Polygamy and Marital Rape
Marriage, also known as matrimony or marriage, is an internationally recognised institution between people, known as married couples, which legally establishes legal responsibilities and rights between them, and also between them and their respective families, friends, or other people whom the couple considers to be of equal status with them. It is usually a legal contract based on certain standards set by legislation like the dowry system, arranged marriage, or traditional marriage. It does not necessarily require two adults to be resident in the same country, although it may happen sometimes. A marriage is considered to be valid when one of the partners is at least 18 years old, has a sound mind and body, is financially and physically able to support the needs of his or her spouse, and is capable of providing a standard of living that the other partner would find acceptable. A marriage may last a life time or until a divorce if the marriage is dissolved by a court after investigation and if there are no grounds for divorce declared by the partners.
Some social scientists believe that marriage, unlike different forms of relationships, are formed through a process of mutual understanding, respect, and trust that develop over a long period of time. They also believe that such marriages have much to do with the evolution of human societies. Societies that have larger shares of people who have studied sociology, or who have been educated in the areas of family structure and welfare, tend to have stable and enduring marriages, even in the face of domestic violence and other social problems. Marriages are also generally the product of the age-old sociological theory that marriage is a social duty rather than a private option. In some cultures, young women often leave home to marry men much older than themselves, and young men are usually ready to take their vows of one day being husbands and parents while their female friends pursue other goals in life.
According to some marriage researchers, marriage is a social construction process which involves four stages. The first stage is called “identity development.” During this stage, two persons come into direct contact and establish a deep and personal connection. At this stage, it is likely that both parties are not aware of their own feelings and have little in common. Devault 1992, p. 6 suggests that at this stage, the partners do not understand the emotional reality that surrounds them. They are just learning to identify with each other and to live with each other’s lives.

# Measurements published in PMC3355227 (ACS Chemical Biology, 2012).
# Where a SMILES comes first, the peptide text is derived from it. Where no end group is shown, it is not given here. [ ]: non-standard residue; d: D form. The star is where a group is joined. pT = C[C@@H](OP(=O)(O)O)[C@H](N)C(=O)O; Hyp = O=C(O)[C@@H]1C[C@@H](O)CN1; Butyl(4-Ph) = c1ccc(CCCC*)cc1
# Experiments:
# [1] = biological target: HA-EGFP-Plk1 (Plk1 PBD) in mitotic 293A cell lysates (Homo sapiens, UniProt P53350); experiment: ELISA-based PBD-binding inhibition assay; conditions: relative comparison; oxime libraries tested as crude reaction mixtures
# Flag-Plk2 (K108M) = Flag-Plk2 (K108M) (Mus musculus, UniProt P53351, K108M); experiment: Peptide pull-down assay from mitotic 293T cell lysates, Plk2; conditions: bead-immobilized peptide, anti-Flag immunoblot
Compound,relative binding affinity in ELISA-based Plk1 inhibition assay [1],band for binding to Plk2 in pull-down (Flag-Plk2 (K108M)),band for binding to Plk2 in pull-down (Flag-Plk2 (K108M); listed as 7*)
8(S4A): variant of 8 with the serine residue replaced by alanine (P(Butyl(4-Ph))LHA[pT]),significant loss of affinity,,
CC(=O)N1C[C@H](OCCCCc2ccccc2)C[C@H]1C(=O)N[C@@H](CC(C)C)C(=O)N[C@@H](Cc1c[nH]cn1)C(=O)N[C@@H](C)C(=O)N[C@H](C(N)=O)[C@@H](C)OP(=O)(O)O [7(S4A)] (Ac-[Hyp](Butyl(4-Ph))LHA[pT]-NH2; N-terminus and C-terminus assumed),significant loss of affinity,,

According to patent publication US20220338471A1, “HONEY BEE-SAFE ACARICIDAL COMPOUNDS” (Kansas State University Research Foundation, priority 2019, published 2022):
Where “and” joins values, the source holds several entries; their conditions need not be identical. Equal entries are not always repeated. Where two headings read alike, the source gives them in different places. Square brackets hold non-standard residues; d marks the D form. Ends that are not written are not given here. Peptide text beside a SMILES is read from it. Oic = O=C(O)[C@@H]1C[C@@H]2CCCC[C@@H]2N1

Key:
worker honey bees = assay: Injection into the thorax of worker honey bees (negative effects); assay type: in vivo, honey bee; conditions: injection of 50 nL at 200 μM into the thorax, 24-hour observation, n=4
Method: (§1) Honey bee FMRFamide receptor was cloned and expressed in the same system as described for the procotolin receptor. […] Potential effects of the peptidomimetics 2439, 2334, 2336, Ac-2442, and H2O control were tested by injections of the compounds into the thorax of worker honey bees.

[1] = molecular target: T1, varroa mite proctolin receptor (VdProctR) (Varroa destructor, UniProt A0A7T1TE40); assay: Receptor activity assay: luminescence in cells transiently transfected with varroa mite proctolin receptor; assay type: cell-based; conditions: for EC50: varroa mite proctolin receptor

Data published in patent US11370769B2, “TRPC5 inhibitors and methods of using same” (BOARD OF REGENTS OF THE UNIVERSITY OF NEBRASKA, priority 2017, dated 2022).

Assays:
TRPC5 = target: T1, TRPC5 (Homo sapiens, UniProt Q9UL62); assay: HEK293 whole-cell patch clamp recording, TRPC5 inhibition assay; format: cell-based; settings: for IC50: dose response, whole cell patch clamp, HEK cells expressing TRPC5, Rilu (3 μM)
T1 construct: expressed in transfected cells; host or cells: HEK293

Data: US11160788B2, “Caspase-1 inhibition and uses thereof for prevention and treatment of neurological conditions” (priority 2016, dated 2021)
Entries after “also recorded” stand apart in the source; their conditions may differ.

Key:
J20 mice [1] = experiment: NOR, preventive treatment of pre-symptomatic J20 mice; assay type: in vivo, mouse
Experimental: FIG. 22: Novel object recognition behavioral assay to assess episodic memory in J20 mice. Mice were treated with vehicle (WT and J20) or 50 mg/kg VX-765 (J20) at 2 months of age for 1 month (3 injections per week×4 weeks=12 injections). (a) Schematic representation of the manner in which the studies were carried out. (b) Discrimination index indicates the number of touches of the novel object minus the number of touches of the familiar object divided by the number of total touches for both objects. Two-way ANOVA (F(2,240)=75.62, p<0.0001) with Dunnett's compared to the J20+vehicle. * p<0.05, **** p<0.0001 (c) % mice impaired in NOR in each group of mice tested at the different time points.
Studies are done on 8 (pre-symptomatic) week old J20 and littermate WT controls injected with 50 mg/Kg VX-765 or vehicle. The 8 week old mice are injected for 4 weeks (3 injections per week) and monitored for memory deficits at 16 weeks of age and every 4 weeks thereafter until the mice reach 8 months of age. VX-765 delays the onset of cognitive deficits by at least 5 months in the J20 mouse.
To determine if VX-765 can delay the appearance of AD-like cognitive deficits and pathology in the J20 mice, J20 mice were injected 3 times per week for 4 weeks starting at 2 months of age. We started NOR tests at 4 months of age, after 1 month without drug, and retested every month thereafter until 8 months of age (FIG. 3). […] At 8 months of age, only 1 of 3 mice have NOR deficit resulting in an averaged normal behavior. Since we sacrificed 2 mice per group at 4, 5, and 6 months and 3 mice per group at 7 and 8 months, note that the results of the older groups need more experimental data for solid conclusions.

The second stage in the marriage process is the establishment of trust. At this point in time, the two people may have already established a deep and personal connection, but the question here is, does this relationship have substance? If so, it may be that the marriage has deepened into a more intimate relationship. Conversely, if not, then at this stage, the two people are strangers. Marriage researchers note that most marriages fail at this stage, primarily because of the lack of trust between the partners.
Finally, at this stage in your marriage, you know what it means to be married. As compared to other unions, marriage involves a deeper commitment than casual or amorous relationships. A healthy marriage recognizes that there are essential differences between partners, and that those differences must be respected and honored. It is at this stage that many couples realize that although they have chosen to live together, they are still distinct from one another in so many ways that they are bound together for a good life together.
Based on these observations, it is clear that successful marriage begins with the union of two individuals who are emotionally, mentally, physically, and spiritually connected with each other. Marriage researchers note that when this happens, couples are more satisfied with their marriage and enjoy it much longer. In fact, some researchers even suggest that happy marriages occur more frequently than marriages that are unhappy.
However, this success comes only with the marriage being built on strong, enduring emotional bonds. For a healthy marriage to last, it is important that the husband and wife build on similar moral foundations. The two of them must have deep respect for each other’s beliefs and moral views, and they must share the same views about family, values, and lifestyle. It is not enough for the spouses to share the same moral and ethical values; they also need to respect and protect each other’s. When one spouse is sexually unfaithful, the other spouse is also at risk for having unprotected sex.
Although the practice of polyamory differs among the states, there are still a number of states that criminalize it. Polygamy, however, can be legalized if the other spouse agrees to it. For instance, in Washington D.C., a person can enter into an exclusive relationship if he or she can show evidence that their union is legally recognized as one based on legitimate legal documentation. While some people believe that practicing polyamory is dangerous and should be illegal, others believe that it is not. As states continue to look for creative ways to reform their marriage laws, the practice of legally binding multiple-spouses to be together proves to be a viable way forward.